6. Members were concerned with the tender procedures and specifications and enquired if the tendering document would include provisions for supplying the most updated models, and whether there would be any guarantee on the quality of the equipment. CSM said in reply that about 8 000 computers would be involved and these would be procured through an open tender process. The Administration was confident of securing the latest technology at a reasonable price, and there would be clauses in the contracts for Government to negotiate with the suppliers for the latest technological products. As regards quality assurance, CSM assured members that the requirements for both hardware and software would be clearly specified. AD of E (CIS) noted a member’s views for the procurement of protective screens and anti-virus software.

7. On the time involved between the tendering process and installation of equipment, CSM advised that the tendering process usually took about two to four months and that installation could be done by phases. CSM supplemented that as the computers were multimedia standalone ones which were not networked, installation should be simple and quick. AD of E (CIS) also confirmed in response to a member that a classroom could accommodate more than 15 computers if such a need was established.

8. A member made reference to the findings of a recent survey and expressed concern on the height of computer tables and chairs. He highlighted the need for tables and chairs which were adjustable having regard to the fact that these were for students of different heights ranging from Primary One to Six. AD of E (CIS) acknowledged this concern. The Education Department had issued guidelines to secondary schools to ensure compliance with professional advice, and he would also consult professionals on the height adjustments to ensure that these meet with the health standard for primary students.

9. In response to a member on computer training for teachers, AD of E (CIS) advised that three major types of training would be provided to teachers including courses on computer operation, computer assisted learning packages and advanced courses. At the Chairman’s request, he undertook to provide more details in writing. On the assessment on the increase in workload for teachers, AD of E (CIS) reckoned that this would involve only a few hours extra work. Additional staffing support to the teachers was not deemed necessary at the present stage but the need would be reviewed.Admin

10. In concluding, the Chairman requested the Administration to conduct an overall review of the programme in due course and reiterated the need to keep in view the long term goal of providing one computer for each student.

11. The Committee approved the proposal.

Item No. 3 - FCR(97-98)3
Subhead 700 General other non-recurrent

12. The Committee approved the proposal.

Item No. 4 - FCR(97-98)4
Subhead 700 General other non-recurrent

13. A member sought elaboration on the different treatment in initiation programmes for schools which had already joined the School Management Initiative (SMI) and for new entrants. The Assistant Director of Education (Schools) (AD of E (S)) said that as over the years the number of schools which had participated in the scheme was relatively small, it was possible for the Education Department to organize seminars and workshops and conduct school-based training for individual schools. With a target of about 900 schools over the next three years, such a commitment would no longer be possible. As such, a one-off grant to new entrants to the scheme had been proposed to cover trainers’ fees by professionals and academics and necessary expenses associated with the sharing of experiences by existing participants of the scheme. On the comparison of the unit cost between the training of existing and new participants, AD of E (S) said that since there were only 20 participating schools in the first phase of the scheme supported by the SMI Section, the unit cost would naturally be higher and a comparison would not be indicative. He highlighted the fact that many schools which had joined the scheme had proved successful and the sharing of their training and experience would be valuable.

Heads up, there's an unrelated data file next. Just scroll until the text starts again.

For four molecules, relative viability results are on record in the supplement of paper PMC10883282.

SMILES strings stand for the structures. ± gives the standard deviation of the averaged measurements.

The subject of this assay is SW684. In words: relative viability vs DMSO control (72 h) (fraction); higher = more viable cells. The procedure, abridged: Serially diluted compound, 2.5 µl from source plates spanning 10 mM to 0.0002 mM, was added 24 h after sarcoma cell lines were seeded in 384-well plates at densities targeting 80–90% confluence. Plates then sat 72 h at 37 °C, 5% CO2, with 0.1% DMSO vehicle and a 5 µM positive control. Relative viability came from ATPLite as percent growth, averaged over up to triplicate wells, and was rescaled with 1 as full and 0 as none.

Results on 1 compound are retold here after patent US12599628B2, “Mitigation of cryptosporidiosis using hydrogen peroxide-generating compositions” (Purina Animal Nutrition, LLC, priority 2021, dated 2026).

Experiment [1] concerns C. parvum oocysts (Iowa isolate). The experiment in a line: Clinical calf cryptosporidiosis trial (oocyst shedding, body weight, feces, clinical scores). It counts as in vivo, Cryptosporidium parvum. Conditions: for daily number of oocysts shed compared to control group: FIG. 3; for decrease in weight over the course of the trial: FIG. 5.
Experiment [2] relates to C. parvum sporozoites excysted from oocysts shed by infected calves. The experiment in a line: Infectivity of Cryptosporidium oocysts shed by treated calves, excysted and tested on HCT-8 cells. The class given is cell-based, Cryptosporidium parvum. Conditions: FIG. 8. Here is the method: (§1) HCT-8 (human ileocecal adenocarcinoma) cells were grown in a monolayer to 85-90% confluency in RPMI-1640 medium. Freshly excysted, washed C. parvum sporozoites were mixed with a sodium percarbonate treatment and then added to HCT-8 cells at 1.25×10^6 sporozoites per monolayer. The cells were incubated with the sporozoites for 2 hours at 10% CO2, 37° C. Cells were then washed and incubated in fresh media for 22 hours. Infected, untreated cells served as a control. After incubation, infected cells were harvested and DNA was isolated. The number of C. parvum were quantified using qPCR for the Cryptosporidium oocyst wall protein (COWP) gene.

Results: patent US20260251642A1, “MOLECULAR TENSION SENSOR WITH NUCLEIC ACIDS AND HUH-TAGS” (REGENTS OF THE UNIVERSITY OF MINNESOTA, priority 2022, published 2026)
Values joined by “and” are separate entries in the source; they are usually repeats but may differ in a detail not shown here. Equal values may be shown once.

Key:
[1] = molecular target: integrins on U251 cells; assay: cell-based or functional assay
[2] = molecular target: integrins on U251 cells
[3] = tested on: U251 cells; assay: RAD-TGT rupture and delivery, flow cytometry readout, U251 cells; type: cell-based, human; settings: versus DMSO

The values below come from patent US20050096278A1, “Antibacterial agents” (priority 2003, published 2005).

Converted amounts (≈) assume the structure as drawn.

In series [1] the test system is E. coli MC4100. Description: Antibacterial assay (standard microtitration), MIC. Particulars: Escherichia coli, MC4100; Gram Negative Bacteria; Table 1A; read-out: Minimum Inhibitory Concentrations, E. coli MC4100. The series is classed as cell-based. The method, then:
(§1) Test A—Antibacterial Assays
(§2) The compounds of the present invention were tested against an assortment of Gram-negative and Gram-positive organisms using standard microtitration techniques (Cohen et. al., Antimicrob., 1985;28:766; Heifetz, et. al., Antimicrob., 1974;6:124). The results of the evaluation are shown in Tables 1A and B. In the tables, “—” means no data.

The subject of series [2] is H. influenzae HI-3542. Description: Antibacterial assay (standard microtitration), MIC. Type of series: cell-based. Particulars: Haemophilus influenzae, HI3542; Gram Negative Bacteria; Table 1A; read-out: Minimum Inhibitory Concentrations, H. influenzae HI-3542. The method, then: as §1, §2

14. As the proposed grant of $2,000 was made on the basis of a report published in 1994, a member enquired if the amount required adjustment to take into account inflation over the years. AD of E (S) said that this should be sufficient as a start. As the amount of $2,000 would be provided on a class basis, a school with 30 classes would receive a grant of $60,000. Apart from the grant, the schools could also make use of other types of subsidy such as the Administration Grant and the School and Class Grant.

15. As to the reason for only 208 out of the 1 117 aided schools having joined the scheme so far, AD of E (S) explained that the schools had many considerations other than resources implications. These included for example the need for the training of teachers, document preparation and the revamping of the School Management Committee by involving teachers, parents and members of alumni. On the review of the effectiveness of the SMI scheme, AD of E (S) said that the scheme was under constant monitoring by a standing Consultative Committee. Furthermore, the consultative document on the Education Commission’s Report No. 7 had also affirmed the effectiveness of the scheme in enhancing education quality, and had recommended that all schools should practise school-based management by the year 2000.

16. The Committee approved the proposal.

17. The Committee was adjourned at 3:15 pm.

Legislative Council Secretariat
30 April 1997